Where there’s a will, there’s a power of attorney
When I was born, President Herbert Hoover was in the White House. Orllyene entered the world when FDR was in his second term. I have lived a life as a gardener, ballet dancer, Naval Officer, and retiree. Time to make a will.
I consult our son Randy, a proficient businessman and discuss the matter with him. He suggests we try to find an attorney who will do the will on a “pro-bono” basis. (we are not impoverished, but in my later years, a “Silicon Valley income” has eluded me).
Randy contacts Volunteer Attorneys for Rural Nevada. I receive a call from Margarita Bautista, a very kind and caring person. She requests my financial information, which I supply. She then submits the information to legal firms in the Carson City and Gardnerville area. In less than 10 days Allison MacKenzie, Attorneys & Counselors at Law in Carson City respond to my request. We are informed that Mr. Kyle Winter will be our attorney. Hooray!
The palatial lobby of Allison MacKenzie attests to the durability of the firm.
“Mr. Winter will be with you shortly,” a lovely, dignified woman (Sonja) informs Orllyene and me. She then leads us down a long hallway to a private meeting room. It contains a 4-by-6-foot oak table, nestled in among other, elegant oaken pieces. Orllyene and I leave the “head of the table” vacant. We are now alone, indisputably alone.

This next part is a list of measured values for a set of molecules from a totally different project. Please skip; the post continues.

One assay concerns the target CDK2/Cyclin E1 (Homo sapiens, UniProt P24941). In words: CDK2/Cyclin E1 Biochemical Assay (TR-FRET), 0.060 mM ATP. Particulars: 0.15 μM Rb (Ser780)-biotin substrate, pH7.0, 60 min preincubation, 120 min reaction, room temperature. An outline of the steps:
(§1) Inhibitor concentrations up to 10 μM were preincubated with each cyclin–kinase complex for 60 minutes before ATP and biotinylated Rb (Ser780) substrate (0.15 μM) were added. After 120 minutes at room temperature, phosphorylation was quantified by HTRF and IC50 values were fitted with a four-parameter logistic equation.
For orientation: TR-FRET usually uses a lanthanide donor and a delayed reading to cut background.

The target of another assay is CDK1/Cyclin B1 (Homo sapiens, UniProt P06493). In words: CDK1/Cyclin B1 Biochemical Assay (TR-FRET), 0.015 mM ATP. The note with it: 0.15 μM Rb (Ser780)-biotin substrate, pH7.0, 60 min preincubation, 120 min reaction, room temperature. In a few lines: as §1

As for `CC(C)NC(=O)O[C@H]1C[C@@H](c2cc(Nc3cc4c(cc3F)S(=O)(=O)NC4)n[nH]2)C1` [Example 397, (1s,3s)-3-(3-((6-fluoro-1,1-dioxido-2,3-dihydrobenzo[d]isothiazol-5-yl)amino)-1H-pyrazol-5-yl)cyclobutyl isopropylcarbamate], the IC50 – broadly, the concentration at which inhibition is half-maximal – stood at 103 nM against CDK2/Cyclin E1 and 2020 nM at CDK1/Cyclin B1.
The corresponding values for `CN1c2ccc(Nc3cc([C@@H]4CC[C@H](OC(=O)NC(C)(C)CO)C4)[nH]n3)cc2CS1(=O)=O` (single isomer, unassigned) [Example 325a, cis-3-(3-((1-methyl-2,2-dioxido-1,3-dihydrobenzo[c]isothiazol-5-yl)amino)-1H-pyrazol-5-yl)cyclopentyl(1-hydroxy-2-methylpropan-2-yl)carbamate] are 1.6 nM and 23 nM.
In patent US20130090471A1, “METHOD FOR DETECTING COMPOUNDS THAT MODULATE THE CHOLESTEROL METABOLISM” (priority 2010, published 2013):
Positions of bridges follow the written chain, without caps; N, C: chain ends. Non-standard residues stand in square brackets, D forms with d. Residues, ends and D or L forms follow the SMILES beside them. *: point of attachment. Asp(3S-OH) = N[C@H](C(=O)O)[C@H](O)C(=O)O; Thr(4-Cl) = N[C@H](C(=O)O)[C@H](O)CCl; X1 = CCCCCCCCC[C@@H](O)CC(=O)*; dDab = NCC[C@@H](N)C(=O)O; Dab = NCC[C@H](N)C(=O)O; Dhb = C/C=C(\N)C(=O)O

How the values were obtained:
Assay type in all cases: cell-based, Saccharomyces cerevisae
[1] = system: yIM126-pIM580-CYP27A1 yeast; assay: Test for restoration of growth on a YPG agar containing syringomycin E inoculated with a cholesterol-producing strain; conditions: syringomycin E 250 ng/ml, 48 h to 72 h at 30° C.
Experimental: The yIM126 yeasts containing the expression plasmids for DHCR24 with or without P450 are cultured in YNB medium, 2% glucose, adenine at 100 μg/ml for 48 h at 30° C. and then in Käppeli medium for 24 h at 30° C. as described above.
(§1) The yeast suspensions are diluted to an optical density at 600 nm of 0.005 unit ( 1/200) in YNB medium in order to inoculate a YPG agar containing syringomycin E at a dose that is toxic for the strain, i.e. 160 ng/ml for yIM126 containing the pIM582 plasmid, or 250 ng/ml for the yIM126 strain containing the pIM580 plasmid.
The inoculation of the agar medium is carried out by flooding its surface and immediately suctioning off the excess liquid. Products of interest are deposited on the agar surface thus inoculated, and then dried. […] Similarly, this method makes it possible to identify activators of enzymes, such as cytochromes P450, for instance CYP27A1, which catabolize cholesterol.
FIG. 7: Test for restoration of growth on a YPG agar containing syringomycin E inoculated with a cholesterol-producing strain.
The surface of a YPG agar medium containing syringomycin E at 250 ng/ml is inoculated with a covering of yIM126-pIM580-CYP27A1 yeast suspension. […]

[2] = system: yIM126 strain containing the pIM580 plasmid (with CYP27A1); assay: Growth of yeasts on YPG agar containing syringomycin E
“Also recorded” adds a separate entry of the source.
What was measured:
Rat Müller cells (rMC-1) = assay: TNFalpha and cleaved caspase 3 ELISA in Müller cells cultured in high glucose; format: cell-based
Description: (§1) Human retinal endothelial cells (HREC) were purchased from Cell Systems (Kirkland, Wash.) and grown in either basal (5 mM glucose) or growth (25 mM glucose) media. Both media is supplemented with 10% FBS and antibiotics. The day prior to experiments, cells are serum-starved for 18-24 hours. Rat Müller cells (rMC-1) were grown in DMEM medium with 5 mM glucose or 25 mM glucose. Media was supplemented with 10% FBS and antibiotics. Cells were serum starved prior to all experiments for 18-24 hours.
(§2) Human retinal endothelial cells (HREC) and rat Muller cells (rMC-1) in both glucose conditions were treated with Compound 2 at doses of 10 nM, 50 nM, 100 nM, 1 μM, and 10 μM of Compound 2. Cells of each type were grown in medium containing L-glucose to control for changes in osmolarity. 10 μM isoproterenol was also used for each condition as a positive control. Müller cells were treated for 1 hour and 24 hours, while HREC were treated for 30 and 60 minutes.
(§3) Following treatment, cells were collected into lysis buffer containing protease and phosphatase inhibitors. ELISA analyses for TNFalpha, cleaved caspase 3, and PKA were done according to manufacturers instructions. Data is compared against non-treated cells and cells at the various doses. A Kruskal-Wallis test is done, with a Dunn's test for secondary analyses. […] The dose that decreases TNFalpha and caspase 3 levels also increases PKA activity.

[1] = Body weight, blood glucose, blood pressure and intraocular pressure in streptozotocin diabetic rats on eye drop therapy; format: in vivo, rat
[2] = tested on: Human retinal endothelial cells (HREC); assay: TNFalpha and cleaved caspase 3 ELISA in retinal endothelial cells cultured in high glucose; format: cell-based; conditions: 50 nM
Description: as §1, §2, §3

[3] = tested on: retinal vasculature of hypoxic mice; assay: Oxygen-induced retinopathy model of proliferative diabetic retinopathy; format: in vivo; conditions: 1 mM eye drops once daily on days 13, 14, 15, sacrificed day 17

“Hello, I’m Kyle Winter. I’ll be your attorney,” the cheerful young gentleman says and sits down. I pass a ream of legal documents his way.He sifts through each item, makes notes and returns them. Mr. Winter has a neatly sheared, reddish beard and a “Global Warming” smile.
Every word he speaks is scrutinized until all three of us come to an understanding of clarity. We thumb through both Orllyene’s and my wills. They are exactly alike, since we have already decided on our intentions long before we sit down with Mr. Winter.
Within minutes, we have taken to addressing Mr. Winter as Kyle, not Mr. Winter. He is brilliantly intelligent and never condescending.
Randy has cautioned us to not take advantage of Mr. Winter’s time. After all, we are seeing him on a “pro-bono” basis, but a swelling of immediacy propels me to ask, “Is it possible to include a small monetary remembrance to each of our six grand-children and seven great-grandchildren in the will?”
“It’s very simple, it’s called a “right of representation, Kyle replies.”
Our wishes become a reality.
In less than an hour Kyle has winnowed the wheat from the chaff. Kyle hands us “Durable Power of Attorney for Health Care Decisions” papers to study before our final meeting.
An uneasiness enters my mind. I reach into my brief case, take out a copy of “The Inside Story.” “I’ve written a book” I sheepishly mention and hand it to him. He smiles and in his generous way says, “Will you sign it for me?” and both Orllyene and I scribble in a few words of gratitude.
They may not have wings but, Randy, Margarita, Sonja, Chris (Mr. Winter’s assistant), and Kyle are angels of uncommon kindness.
Ron Walker can be reached at firstname.lastname@example.org